Valena C. Jones Elementary was a ‘sacred space’ for children of the 7th Ward

News with a Twist
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NEW ORLEANS — February is Black History Month, a month-long celebration remembering the important contributions that African Americans have made in our nation’s history.

In honor of Black History Month, News with a Twist is featuring the people and places of New Orleans and beyond that helped to shape our community.

Today’s it’s Valena C. Jones Elementary School.

The school began in 1904 as a Sunday school. At the time, it was called the London Avenue Sunday School and Preparatory Academy, Historian and Archivist Brenda Square says.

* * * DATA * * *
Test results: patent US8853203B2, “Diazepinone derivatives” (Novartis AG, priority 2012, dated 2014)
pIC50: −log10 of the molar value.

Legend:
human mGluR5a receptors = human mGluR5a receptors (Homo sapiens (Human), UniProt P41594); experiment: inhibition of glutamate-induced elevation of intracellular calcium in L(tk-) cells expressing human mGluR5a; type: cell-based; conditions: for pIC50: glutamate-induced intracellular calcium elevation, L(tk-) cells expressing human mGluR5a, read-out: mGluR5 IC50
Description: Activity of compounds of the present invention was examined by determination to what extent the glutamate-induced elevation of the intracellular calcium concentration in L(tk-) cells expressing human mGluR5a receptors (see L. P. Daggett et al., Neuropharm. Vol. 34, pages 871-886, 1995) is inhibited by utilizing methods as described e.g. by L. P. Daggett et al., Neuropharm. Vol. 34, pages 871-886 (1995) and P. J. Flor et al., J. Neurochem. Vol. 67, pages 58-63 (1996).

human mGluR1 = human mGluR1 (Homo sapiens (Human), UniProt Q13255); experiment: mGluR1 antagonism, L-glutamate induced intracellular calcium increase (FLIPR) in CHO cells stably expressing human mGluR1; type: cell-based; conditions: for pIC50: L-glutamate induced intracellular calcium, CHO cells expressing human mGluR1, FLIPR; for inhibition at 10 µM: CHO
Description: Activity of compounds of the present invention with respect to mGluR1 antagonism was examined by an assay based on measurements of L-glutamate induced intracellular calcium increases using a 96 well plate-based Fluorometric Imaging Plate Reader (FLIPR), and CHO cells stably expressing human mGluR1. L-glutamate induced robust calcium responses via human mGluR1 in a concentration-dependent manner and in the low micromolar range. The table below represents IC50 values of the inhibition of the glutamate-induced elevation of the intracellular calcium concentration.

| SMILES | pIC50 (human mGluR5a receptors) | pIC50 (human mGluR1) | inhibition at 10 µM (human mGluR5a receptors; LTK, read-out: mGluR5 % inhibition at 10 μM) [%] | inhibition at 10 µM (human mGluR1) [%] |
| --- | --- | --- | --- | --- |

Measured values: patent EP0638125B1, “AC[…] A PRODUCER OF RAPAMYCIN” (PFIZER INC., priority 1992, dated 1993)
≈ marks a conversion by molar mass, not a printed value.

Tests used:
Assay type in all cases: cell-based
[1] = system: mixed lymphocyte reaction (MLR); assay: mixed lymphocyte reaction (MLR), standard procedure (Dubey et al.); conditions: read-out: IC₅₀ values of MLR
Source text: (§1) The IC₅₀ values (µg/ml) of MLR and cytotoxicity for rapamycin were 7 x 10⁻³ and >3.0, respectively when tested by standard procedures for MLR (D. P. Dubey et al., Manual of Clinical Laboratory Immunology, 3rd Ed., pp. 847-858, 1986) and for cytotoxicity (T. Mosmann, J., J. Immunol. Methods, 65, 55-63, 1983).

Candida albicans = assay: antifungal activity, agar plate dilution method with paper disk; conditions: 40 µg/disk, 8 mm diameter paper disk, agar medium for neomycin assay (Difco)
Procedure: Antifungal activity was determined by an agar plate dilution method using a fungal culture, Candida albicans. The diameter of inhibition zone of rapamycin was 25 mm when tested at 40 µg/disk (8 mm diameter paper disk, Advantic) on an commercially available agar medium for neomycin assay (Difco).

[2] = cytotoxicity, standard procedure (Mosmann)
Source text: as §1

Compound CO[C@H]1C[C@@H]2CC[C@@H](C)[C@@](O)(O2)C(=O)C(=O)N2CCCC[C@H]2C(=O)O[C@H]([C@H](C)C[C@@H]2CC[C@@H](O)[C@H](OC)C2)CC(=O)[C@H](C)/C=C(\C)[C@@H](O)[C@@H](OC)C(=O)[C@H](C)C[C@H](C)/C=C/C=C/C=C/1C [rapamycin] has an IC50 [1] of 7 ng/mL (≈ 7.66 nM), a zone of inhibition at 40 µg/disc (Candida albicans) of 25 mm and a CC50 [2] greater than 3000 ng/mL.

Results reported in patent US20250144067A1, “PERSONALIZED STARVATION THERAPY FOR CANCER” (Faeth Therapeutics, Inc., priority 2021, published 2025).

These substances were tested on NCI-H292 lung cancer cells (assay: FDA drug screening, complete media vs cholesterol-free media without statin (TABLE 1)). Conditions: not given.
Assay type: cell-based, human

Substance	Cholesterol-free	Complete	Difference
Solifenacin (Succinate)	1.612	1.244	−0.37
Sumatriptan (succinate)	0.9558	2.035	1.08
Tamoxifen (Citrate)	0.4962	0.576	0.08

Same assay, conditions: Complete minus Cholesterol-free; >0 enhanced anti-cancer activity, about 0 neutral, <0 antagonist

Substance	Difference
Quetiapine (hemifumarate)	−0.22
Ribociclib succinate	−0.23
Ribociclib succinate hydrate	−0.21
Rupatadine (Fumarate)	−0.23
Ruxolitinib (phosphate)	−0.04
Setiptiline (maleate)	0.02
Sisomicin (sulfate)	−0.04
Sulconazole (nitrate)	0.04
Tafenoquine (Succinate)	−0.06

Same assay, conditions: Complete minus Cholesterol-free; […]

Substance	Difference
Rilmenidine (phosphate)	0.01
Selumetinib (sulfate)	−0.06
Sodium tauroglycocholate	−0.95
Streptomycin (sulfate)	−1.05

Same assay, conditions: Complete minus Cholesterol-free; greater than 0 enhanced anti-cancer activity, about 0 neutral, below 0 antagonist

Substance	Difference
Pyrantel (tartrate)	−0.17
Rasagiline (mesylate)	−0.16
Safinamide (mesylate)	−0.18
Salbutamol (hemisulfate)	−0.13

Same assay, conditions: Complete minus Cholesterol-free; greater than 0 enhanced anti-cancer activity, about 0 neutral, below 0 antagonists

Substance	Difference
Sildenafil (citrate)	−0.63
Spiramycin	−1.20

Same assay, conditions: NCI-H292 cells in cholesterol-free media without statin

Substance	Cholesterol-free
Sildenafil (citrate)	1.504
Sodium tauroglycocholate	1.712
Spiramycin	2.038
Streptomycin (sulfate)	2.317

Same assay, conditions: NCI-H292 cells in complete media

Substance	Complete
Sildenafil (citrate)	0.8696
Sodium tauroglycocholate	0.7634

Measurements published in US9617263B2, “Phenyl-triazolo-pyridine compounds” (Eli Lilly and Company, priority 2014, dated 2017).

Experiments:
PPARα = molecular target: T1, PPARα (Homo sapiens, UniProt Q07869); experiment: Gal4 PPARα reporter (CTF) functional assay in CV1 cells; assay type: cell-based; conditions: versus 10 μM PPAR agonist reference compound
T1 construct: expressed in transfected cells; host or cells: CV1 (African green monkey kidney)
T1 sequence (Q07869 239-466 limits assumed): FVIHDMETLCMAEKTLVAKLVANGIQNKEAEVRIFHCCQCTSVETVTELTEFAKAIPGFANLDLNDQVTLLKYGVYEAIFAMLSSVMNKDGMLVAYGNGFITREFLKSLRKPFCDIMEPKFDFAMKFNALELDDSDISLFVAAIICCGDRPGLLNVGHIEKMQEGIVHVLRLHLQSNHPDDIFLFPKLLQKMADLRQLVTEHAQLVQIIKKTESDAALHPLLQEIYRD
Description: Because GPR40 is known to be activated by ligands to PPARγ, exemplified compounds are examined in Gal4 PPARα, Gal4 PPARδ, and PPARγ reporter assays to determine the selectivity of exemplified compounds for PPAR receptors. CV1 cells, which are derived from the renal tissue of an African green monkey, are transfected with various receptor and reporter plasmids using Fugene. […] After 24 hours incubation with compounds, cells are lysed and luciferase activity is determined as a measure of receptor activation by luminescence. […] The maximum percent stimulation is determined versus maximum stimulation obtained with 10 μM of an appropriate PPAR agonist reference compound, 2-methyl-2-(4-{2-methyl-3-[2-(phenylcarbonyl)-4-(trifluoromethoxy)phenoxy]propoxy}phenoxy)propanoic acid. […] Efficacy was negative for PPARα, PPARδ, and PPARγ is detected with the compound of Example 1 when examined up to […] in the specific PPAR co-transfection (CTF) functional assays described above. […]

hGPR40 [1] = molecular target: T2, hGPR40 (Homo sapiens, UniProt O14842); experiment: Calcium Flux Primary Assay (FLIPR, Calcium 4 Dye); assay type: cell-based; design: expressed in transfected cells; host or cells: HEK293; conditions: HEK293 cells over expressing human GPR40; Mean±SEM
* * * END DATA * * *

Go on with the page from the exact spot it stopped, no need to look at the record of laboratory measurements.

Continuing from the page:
Under the leadership of the Rev. Alfred Lawless, the 7th Ward Educational Association purchased six lots in 1913.

Valena C. Jones was married to Bishop Robert Jones. He was the editor of the successful black publication, the Southwestern Christian Advocate, and she worked alongside him as an editor.

Valena C. Jones was a highly respected educator, which is why the reverend petitioned for the school to be named after her.

At the time, schools were not being named for black people.

“We consider Jones School a sacred space with a sacred legacy, which was a gift for the children of the 7th Ward,” Square said. “There was a dental program, a health program and they fed the kids. Pioneering efforts grew out of that school and it represents the only remaining public school, built under the American Missionary Association, here in New Orleans.”

Our Black History Month series is brought to you by The King Firm.

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